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Abstract: Healthcare environments need to make it easier to way-finding as the most difficult problem a patient faces after illness is how to reach his intended destination in order to receive treatment , and the problem is more difficult if the design of the building is complicated, and health care buildings are often complex and complex buildings. Weak way-finding systems affect users, which leads to confusion, tension, and frustration, where the process of understanding the environment built of important issues and the process of cognition is the problem of way
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Background The public areas of the hospital built environment have hardly been investigated for their age-friendliness. Objective This exploratory, multidisciplinary pilot study investigates the relationship between the physical environment and design of hospital spaces and older people’s outpatient experience. Methods Sixteen participants were recruited from a geriatric Outpatient Clinic at a metropolitan public hospital in Australia. Participants were engaged in a concurrent mixed-method approach, comprising a comprehensive geriatric survey, walking observation, semi-structured interview and an independent architectural audit. Results Several elements arising from the hospital environment were identified as facilitators and barriers for its utilization and intrinsically related to participants’ physical capacity. Discussion Age-friendly hospital design needs to consider strategies to remove barriers for older adults of different capacities, thus promoting healthy aging.
Conference Paper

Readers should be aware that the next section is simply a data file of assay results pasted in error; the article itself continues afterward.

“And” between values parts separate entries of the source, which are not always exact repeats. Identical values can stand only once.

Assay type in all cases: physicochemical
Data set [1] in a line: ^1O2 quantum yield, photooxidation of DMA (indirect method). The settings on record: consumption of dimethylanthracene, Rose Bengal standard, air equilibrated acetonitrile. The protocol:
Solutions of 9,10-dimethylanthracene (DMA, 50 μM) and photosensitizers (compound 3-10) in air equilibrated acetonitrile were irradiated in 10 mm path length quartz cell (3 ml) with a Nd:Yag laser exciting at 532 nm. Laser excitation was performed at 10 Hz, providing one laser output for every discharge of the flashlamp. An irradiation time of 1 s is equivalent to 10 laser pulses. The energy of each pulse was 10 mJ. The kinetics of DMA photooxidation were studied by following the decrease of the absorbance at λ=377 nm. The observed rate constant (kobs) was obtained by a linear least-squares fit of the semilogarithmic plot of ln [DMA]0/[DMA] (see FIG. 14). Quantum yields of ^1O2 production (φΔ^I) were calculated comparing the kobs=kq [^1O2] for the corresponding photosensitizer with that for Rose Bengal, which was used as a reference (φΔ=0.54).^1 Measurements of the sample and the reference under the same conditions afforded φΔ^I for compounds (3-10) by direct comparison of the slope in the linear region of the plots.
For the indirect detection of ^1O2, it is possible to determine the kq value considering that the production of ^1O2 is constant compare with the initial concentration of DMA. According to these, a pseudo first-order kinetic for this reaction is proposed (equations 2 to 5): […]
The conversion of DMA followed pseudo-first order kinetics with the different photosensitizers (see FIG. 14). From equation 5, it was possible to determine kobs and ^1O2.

Navigating around large hospitals can be a stressful and time-consuming experience for all users of the hospital infrastructure. Navigation difficulties encountered by patients and visitors can result in missed appointments or simply create a poor impression of the hospital organisation. When staff encounter navigation difficulties this can lead to cost and efficiency issues and potentially put patient safety at risk. Despite the provision of an array of in-hospital navigational aids, ‘getting lost’ continues to be an everyday problem in these large complex environments. This study aims to to identify factors which affect navigation in hospitals. We do not seek to evaluate the effectiveness of a single navigation aid, instead the objective of this study was to understand the environment in which a new system must operate and the gaps in provision left by existing navigation aids. This study is intended to be used to inform the development of new in hospital navigational aids, be they technological or otherwise. Eleven participants, all users of a large hospital site, were asked to describe specific first hand experiences of navigating in a hospital. The ‘Critical Incidence Technique’ was applied in a series of semi-structured interviews to elicit information about a participants navigation experience. This work presents the results of these interviews, with concepts identified and organised into five themes: The ‘Impact’ of poor navigation, ‘Barriers’ to effective navigation, ‘Enhancers’ for effective navigation, ‘Types of Navigation Aids’ and user groups with ‘Specific Navigational Needs’. The number of navigation aids available to participants was identified as an issue in itself, we found examples of thirty seven distinct sources of information available to a hospital user. We begin by introducing previous work on in-hospital navigation before describing the study design employed in this research. The themes and categories identified from the interview data are enumerated and described, with examples given from the interview transcripts. Finally we go on to give a discussion of some potential navigation solutions in light of the identified factors. This study highlights that a candidate navigation aid must be carefully designed and implemented if it is to compliment the thirty seven other sources of navigation information available to the hospital user.